Volunteers in Mercer County
put lives on line for public’s safety
By SHELLEY GRIESHOP
Standing in the middle of U.S. 127 in northern Mercer County,
Kevin Bell carefully placed three bright, orange cones across
the roadway and signaled oncoming traffic to remain at bay.
It was barely 15 degrees outside with a stiff wind blowing as
Bell watched a tow truck pull a large semitrailer from the depths
of a nearby snow-covered ditch. As a member of MCERV —
Mercer County Emergency Response Volunteers — he did his
job, so emergency crews could do theirs.
It’s a partnership of sorts, MCERV secretary/treasurer
and adviser Michelle Fiely said.
“We save law enforcement officers from wasting their time
handling minor traffic details,” said Fiely, a former
firefighter/paramedic and Mercer County sheriff’s deputy.
In the past, firefighters sometimes parked spare trucks across
roadways to keep traffic away, an action that tied up emergency
equipment, Fiely said.
MCERV, a non-profit group, informally started in the fall of
2001 and was signed under contract with the Mercer County Sheriff’s
Office in Feb. 2003. The idea started, however, about 12 years
ago with a similar group formed by the Disaster Service Agency
(now called the Emergency Management Agency). That group no
Sheriff Jeff Grey said the contract is a win-win situation for
“The recent Hemmelgarn (egg plant) fire in Philothea was
a good example of MCERV’s importance,” Grey said.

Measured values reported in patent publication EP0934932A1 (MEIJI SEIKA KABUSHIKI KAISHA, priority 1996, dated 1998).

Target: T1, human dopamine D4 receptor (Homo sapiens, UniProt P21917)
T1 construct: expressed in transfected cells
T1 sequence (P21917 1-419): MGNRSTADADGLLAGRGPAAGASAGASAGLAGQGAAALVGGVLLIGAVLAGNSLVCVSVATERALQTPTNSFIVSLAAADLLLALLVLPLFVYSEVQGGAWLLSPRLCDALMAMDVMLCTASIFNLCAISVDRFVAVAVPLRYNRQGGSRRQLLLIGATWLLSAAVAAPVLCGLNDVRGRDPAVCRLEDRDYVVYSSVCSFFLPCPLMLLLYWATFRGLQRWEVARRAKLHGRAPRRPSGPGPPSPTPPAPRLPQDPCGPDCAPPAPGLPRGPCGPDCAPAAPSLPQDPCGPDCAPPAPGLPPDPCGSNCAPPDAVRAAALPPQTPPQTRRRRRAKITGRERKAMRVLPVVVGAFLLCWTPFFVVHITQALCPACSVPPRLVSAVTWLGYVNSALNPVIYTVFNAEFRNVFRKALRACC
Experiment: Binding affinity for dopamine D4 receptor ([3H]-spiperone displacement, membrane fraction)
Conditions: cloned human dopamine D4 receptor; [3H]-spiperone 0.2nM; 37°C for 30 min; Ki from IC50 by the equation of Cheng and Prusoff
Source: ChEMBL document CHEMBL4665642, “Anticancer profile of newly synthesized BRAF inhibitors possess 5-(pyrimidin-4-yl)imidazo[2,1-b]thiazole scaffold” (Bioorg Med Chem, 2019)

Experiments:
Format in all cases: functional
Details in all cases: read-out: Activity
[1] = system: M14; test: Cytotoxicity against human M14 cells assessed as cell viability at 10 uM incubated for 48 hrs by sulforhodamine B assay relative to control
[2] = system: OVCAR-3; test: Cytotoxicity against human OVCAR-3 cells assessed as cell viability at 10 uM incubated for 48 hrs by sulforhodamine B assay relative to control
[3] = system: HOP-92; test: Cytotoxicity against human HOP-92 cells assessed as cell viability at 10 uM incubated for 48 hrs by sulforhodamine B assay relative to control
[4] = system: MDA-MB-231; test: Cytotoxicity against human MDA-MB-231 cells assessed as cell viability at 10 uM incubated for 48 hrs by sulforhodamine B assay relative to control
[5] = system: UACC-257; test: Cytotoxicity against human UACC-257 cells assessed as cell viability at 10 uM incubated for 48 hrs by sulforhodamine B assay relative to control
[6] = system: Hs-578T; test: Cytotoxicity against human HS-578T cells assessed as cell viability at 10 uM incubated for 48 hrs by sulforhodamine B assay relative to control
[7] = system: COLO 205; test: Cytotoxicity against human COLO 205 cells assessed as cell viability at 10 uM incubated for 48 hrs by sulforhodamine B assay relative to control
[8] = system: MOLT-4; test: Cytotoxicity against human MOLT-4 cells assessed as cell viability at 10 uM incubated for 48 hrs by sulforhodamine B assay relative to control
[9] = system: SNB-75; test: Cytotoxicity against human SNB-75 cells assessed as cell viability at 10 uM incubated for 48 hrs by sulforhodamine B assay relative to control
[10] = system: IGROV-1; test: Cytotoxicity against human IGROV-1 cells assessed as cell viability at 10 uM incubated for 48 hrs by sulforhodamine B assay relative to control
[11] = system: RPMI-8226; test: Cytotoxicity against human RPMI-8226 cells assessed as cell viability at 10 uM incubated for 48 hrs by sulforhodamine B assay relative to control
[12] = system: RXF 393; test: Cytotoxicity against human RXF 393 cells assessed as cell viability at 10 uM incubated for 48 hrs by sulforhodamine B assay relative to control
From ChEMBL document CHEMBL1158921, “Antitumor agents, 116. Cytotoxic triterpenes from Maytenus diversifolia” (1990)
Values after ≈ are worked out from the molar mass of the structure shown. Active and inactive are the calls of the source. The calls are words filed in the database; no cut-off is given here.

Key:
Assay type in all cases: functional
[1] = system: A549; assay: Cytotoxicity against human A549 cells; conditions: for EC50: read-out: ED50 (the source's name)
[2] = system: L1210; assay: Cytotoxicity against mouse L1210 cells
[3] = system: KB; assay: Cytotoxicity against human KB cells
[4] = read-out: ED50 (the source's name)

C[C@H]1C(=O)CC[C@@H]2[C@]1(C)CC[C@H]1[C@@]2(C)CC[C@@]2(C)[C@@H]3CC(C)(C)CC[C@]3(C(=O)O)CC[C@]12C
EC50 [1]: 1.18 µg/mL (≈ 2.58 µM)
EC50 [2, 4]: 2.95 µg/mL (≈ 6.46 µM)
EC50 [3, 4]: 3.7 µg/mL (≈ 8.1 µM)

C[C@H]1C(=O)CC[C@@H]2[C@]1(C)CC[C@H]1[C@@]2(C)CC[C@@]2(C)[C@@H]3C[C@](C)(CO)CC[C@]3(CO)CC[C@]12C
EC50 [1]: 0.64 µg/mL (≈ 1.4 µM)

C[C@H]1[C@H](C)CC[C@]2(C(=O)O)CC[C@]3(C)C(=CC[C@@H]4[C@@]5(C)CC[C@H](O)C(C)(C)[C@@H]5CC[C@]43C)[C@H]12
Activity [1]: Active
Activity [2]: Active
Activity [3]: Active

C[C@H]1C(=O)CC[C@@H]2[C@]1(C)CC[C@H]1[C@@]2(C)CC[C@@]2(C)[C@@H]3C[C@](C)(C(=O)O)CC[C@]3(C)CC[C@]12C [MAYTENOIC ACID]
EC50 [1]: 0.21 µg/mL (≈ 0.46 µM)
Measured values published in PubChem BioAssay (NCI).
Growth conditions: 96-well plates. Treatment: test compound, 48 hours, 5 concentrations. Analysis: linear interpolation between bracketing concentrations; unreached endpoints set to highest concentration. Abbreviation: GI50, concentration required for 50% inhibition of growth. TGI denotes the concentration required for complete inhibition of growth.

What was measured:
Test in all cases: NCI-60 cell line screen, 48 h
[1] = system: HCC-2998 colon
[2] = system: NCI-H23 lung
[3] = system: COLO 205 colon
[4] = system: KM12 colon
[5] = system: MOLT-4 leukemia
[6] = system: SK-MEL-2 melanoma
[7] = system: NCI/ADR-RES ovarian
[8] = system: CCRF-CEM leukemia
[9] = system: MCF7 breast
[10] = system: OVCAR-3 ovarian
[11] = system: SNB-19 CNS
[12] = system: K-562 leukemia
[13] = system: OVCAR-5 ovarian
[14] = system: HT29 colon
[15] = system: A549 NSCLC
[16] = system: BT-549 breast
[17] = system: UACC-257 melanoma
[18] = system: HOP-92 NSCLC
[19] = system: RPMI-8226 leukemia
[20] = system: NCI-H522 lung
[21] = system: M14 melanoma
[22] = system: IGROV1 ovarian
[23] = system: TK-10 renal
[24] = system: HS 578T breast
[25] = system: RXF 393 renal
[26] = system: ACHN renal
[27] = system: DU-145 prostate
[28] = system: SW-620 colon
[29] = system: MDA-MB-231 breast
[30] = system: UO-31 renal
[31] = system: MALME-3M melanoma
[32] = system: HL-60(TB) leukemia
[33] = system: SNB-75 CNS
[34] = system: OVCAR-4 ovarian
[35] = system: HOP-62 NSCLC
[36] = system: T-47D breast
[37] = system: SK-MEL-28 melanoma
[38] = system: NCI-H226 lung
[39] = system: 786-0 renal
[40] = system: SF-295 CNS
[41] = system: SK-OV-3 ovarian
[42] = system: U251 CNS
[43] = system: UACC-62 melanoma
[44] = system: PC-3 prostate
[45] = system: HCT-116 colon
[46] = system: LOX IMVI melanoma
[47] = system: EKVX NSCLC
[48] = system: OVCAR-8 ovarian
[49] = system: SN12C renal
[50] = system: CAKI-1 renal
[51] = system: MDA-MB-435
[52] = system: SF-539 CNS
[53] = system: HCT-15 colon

“Without them, our deputies would have been out there
all day routing traffic.”
Grey said the volunteers likely save taxpayers thousands of
dollars each year in overtime previously paid to deputies. The
contract between MCERV and the sheriff’s office insures
that MCERV members have legal driver’s licenses, carry
auto liability insurance and are trained properly in traffic
control, he added. There is no money involved.
Not all MCERV’s pages are to accidents and fires.
“We do lots of parades, monitoring intersections around
the parade routes,” said member Jim Brockman, a former
Mercer Countian now living in Sidney. “We have a presence
at a lot of county festivals, parking cars and giving overnight
The members, who logged nearly 500 hours during the last year,
are available to search for missing people but would not be
summoned to dangerous situations, Grey said. Preventing bystanders
and members of the media from trespassing on secured scenes
is also a task they are called on to provide.
The volunteers get paged out by the county’s dispatchers
as requested. Sometimes they are activated several times a week;
sometimes it’s two to three weeks between calls, said
Fiely of Coldwater.
Because of the organization’s tax-exempt status, MCERV
can accept donations for protective equipment and clothing,
and donors can write off the gift. The 501(C)3 status also allows
them to seek grant money, said Fiely, whose husband, Jim, is
president of the group.
MCERV individuals must fork out their own money to pay for gasoline
and other expenses related to their vehicles. Overalls and reflective
orange vests are provided.
Members, currently there are 22, undergo a background check
and get training in traffic control by sheriff’s deputy
Mark Heinl. CPR, first-aid training and communication classes
may be added in the future.
In July 2003, the group was called on repeatedly to help maintain
closed roads due to flooding. Some held all-night vigils on
washed out roadways to block the path of motorists who were
oblivious to the danger after dark.
“It’s not a glamorous job. We don’t run stoplights
or anything like that,” Brockman said. “We just
feel there’s a need for our services and we want to help.”
Anyone interested in joining MCERV can call 419-678-2141 between
10 a.m.-6 p.m.